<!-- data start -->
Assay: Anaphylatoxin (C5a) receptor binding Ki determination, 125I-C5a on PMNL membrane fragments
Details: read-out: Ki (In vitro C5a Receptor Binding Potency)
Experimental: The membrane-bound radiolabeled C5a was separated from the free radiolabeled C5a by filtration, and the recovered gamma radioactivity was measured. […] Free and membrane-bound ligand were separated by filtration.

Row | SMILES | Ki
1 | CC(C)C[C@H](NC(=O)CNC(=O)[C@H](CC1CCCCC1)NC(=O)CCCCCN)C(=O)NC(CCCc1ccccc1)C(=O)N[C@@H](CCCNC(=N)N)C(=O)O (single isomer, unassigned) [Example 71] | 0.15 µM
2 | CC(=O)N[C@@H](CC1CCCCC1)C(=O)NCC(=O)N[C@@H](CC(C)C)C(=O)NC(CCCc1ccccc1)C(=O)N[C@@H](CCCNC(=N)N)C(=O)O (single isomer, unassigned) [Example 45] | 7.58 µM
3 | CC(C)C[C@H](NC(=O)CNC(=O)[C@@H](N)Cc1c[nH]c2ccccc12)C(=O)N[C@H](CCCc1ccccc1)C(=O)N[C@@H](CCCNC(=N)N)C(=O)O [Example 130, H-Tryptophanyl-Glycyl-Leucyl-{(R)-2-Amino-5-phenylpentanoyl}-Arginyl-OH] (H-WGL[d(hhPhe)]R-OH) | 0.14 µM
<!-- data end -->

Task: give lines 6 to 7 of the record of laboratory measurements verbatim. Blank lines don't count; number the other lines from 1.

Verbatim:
2 | CC(=O)N[C@@H](CC1CCCCC1)C(=O)NCC(=O)N[C@@H](CC(C)C)C(=O)NC(CCCc1ccccc1)C(=O)N[C@@H](CCCNC(=N)N)C(=O)O (single isomer, unassigned) [Example 45] | 7.58 µM
3 | CC(C)C[C@H](NC(=O)CNC(=O)[C@@H](N)Cc1c[nH]c2ccccc12)C(=O)N[C@H](CCCc1ccccc1)C(=O)N[C@@H](CCCNC(=N)N)C(=O)O [Example 130, H-Tryptophanyl-Glycyl-Leucyl-{(R)-2-Amino-5-phenylpentanoyl}-Arginyl-OH] (H-WGL[d(hhPhe)]R-OH) | 0.14 µM